Located on the western coast of Unguja, the biggest island in the Zanzibar archipelago, is the historic Swahili Stone Town. Also called Mji Mkongwe, meaning Old Town in Swahili, was the capital of the Zanzibar Sultanate and an important centre for the trading of spices and slaves. The town is famous for coral stone buildings built in the nineteenth century and now protected as a UNESCO World Heritage site.
The history of Stone Town goes back to the middle of the nineteenth century when the first stone houses were built to replace the existing fishing village. At that time the archipelago was under the control of the Oman Sultanate and soon became the capital leading to growth and development. The town is famous for hosting the shortest war in history, when in 1896 the war between the British Navy and the Sultan lasted about 45 minutes. Before the Sultan surrendered. The town was also witness to the Zanzibar revolution, which saw the Sultan overthrown and the establishment of a socialist government.
As you walk around the narrow lanes of Stone Town you will be amazed by the architecture of the tall houses that radiate towards the sea. You will find the architecture is essentially Arabic, but has influences from India, Persia and even Europe. You may also be amused to know that brass studs have been installed on doors to protect each house from elephants.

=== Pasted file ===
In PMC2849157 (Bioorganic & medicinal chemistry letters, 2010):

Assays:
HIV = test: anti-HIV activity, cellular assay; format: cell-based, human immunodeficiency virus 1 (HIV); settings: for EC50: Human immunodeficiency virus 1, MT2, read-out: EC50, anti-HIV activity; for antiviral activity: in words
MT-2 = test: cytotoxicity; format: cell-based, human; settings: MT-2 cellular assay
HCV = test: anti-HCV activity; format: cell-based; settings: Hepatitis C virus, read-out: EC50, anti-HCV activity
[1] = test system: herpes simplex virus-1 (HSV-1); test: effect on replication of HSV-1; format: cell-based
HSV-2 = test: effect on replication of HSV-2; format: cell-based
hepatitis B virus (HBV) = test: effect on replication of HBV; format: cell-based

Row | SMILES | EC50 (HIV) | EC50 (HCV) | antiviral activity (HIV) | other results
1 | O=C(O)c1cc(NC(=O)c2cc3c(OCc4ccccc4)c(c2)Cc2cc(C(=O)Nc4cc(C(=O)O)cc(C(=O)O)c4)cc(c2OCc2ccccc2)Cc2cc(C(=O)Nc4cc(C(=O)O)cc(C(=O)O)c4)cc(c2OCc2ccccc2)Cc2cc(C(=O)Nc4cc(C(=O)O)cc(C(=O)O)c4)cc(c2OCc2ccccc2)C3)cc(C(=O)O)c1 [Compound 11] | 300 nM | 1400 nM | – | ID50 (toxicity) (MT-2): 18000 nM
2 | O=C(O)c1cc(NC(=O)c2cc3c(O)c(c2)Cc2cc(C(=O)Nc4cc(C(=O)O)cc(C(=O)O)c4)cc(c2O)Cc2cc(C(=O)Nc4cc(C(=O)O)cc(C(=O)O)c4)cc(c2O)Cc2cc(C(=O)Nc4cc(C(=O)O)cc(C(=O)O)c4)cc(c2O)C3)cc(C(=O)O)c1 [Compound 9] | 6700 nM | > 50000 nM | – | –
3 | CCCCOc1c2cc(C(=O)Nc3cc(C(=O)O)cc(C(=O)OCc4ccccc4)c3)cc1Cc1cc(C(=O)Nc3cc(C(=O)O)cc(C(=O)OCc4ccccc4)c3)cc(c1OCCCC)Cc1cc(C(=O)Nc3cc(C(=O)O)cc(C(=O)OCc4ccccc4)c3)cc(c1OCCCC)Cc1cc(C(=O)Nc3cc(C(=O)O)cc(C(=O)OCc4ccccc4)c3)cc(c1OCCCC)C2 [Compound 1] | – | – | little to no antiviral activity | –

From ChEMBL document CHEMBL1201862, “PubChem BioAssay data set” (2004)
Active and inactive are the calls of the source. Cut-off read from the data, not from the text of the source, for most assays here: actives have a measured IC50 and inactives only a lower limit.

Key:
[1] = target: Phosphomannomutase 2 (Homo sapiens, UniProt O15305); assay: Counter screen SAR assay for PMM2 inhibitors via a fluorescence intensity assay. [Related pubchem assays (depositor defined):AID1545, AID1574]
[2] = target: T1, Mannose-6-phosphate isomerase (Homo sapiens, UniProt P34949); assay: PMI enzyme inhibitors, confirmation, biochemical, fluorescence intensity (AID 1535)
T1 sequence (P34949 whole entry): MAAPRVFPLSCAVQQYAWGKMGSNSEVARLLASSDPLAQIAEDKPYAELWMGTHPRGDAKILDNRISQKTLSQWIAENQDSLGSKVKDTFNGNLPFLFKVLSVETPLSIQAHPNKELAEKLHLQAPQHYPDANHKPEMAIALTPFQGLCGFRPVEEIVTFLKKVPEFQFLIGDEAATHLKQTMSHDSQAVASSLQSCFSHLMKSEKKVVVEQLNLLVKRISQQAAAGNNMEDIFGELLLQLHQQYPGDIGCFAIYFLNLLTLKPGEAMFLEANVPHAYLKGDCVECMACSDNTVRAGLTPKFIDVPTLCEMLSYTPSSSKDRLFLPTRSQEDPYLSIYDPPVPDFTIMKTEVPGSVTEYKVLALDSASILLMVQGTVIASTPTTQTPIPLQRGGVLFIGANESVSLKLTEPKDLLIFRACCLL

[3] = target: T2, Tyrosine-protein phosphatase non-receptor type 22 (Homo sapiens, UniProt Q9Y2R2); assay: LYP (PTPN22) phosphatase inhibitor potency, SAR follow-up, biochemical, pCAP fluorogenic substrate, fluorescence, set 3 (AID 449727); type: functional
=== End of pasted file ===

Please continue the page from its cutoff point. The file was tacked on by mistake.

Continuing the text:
The Stone Town of Zanzibar houses various religions and you will find over fifty mosques, six temples and a church located in the town. If you are in the town at the time of the Islamic prayers you will be amused to find the muezzins of mosques vying with each other to catch the attention of worshipers. The barrel vault roof of the Anglican Cathedral Church of Christ will catch your attention while the beautiful Aga Khan Mosque is also an impressive structure.
Other attractions include the museum of Betit El Ajaib, or the House of Wonder, so called as it was the first building in the country to have electricity and a lift. You can have a glimpse in the lives of the Sultans of Zanzibar at the museum located at the Palace Museum. You can also visit the old slave market called Kilele Square or admire the Hamamni Persian Baths used by the wealthy. However, if you wish to enjoy a luxurious bath now you will be disappointed as there is no water in the baths!
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“The town has some amazing architecture and labyrinthine streets – easy to get lost we found! US dollars were the preferred currency …….we used Tanzanian schillings and some store owners were reluctant to take them – they converted the dollars and we had a very bad rate of exchange!” by Debs
TALES & EXPERIENCES – What did you see? Highlights/dislikes? Any interesting anecdotes?
“The slave cells way down under ground – was grim” by Debs
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